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by Avi Wagner    
Torah from Dixie Staff Writer    

"This was the Aaron and Moses to whom Hashem said 'Take the Children of Israel out of Egypt according to their legions'" (Exodus 6:26).



"This was the Aaron and Moses to whom Hashem said 'Take the Children of Israel out of Egypt according to their legions'" (Exodus 6:26).

Following the Levite genealogy towards the beginning of last week's Torah portion, the Torah begins to describe the unfolding of the exodus. Rashi, the classic commentator on the Torah, points out that sometimes Moses is mentioned before Aaron, while at other times Aaron is mentioned before Moses, in order to illustrate that the two are equal. Rabbi Moshe Feinstein, one of the greatest scholars and leaders of the past generation, wonders how this equation can be true. Moses was the greatest of all prophets. If so, how can Rashi suggest that the two are equal? A possible explanation, says Rabbi Feinstein, is that while Moses and Aaron were unequal in prophecy, they were equivalent in their behavior in an aspect relevant to the verse's context - their role in the redemption. They were both indispensable to the mission's success.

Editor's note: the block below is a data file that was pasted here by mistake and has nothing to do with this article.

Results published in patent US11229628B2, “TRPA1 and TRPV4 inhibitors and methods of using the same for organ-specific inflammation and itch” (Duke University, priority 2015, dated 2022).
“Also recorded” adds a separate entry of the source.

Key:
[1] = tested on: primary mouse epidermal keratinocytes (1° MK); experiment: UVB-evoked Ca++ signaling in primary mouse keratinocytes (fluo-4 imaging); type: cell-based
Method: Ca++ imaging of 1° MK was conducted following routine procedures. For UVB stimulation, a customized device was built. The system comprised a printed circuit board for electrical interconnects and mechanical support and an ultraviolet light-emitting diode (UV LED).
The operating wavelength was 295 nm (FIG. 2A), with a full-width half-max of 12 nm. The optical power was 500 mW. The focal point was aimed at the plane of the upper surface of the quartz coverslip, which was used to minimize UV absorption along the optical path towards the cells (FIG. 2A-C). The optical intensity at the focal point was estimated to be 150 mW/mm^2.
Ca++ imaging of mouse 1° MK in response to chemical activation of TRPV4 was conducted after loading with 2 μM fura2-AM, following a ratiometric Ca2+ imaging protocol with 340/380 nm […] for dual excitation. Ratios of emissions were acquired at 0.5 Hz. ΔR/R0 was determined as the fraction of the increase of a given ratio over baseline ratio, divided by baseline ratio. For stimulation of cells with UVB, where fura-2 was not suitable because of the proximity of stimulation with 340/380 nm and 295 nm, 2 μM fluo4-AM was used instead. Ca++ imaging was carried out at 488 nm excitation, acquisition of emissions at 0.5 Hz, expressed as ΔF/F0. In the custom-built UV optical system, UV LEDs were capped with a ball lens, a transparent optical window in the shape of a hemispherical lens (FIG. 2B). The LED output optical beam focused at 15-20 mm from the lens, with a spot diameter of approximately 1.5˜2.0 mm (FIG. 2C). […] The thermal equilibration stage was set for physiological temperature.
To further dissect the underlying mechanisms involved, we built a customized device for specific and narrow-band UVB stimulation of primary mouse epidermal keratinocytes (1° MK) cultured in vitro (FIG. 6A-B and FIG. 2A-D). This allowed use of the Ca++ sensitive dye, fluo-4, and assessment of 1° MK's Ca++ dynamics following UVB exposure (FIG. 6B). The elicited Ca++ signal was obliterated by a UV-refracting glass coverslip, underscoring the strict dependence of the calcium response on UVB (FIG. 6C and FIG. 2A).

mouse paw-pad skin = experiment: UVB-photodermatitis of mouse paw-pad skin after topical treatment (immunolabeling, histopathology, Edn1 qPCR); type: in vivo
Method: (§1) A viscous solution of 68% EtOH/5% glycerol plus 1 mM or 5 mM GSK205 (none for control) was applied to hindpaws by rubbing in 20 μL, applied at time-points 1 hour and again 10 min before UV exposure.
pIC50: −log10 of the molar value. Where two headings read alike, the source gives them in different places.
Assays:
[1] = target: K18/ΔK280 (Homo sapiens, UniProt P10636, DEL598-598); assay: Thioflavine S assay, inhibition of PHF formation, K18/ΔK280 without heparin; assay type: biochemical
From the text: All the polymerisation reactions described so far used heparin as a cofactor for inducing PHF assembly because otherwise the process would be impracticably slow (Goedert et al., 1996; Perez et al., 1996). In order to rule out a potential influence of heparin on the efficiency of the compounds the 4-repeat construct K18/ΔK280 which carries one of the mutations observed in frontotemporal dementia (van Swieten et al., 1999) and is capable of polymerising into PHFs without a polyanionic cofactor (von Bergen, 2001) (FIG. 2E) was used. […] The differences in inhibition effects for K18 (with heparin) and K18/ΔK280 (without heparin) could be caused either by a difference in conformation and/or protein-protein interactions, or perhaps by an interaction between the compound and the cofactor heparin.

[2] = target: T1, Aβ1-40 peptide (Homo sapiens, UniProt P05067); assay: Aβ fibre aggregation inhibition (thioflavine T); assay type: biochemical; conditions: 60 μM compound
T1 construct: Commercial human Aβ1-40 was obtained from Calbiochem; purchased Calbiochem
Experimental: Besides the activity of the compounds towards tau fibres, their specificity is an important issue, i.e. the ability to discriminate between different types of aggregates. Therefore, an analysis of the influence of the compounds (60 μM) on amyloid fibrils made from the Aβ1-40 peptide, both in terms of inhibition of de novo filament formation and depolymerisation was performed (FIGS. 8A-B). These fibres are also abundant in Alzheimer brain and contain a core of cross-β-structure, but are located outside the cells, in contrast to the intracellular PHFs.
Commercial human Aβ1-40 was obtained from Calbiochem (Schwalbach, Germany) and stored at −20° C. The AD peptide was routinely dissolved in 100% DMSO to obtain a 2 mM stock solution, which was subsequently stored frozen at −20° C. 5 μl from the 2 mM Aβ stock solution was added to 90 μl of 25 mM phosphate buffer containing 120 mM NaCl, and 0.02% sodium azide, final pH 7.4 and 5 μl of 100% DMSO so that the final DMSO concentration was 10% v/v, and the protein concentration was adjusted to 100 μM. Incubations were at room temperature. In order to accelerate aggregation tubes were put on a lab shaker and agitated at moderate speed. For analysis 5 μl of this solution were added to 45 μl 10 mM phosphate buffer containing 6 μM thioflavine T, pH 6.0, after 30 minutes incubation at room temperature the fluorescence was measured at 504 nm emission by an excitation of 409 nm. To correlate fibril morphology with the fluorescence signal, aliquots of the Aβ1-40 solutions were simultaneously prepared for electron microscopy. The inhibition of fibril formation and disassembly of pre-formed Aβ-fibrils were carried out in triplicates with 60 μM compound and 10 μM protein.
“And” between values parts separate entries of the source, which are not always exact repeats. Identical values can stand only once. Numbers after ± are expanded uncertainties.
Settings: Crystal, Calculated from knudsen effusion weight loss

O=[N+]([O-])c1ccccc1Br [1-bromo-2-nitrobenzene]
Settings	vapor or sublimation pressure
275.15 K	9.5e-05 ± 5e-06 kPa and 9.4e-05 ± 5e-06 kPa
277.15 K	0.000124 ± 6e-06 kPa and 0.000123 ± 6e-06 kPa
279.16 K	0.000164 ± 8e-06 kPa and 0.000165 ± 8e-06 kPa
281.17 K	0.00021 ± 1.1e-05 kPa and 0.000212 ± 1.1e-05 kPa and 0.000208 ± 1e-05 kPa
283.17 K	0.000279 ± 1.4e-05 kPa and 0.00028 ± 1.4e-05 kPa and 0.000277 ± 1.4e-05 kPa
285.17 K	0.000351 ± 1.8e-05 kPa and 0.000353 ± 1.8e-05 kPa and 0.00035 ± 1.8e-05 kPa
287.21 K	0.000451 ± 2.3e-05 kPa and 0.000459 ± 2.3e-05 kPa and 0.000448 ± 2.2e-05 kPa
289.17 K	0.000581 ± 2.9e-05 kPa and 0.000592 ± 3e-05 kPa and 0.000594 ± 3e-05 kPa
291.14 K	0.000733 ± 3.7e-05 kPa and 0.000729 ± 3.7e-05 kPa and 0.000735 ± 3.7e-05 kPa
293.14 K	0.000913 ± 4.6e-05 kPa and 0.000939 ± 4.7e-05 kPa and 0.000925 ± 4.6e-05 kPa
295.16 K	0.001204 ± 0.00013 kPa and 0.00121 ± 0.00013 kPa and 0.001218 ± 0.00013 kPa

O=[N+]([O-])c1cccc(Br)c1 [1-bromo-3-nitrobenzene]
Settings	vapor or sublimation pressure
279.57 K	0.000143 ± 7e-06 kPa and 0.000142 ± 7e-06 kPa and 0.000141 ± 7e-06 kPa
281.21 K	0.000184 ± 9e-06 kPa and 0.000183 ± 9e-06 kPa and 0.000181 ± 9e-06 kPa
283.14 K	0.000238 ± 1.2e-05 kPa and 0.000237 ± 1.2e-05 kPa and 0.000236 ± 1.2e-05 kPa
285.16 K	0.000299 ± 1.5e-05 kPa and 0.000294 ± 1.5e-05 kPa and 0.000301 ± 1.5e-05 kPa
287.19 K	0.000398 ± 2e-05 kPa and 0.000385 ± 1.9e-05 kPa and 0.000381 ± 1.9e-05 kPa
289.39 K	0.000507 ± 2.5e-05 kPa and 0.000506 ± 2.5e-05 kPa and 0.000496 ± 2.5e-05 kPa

Perhaps we can suggest an additional approach. The rabbis teach in Ethics of Our Fathers (1:12), "Be of the students of Aaron: Love peace and pursue peace, love others and bring them closer to the Torah." The Vilna Gaon, the brilliant 18th century Torah scholar, commenting on the Biblical source of "love others," cites the Talmud (Tractate Sanhedrin 110a) where our sages learn from Moses' conciliatory dealings with the rebels Datan and Aviram (Numbers 16:12), having approached them immediately after their protest in order to end the conflict, that one should not remain in a quarrel.

With the Vilna Gaon's linkage of the two sources, we can better understand Rashi's equation. While unequal in prophetic vision, Moses and Aaron had a common approach to public relations. In performing their mission, the redemption of the Jewish people, with a human touch, Moses and Aaron successfully removed Hashem's people from the toil of bondage.


Avi Wagner, an alumnus of Yeshiva Atlanta, is studying abroad at the Yeshiva Bais Yisrael in Jerusalem.

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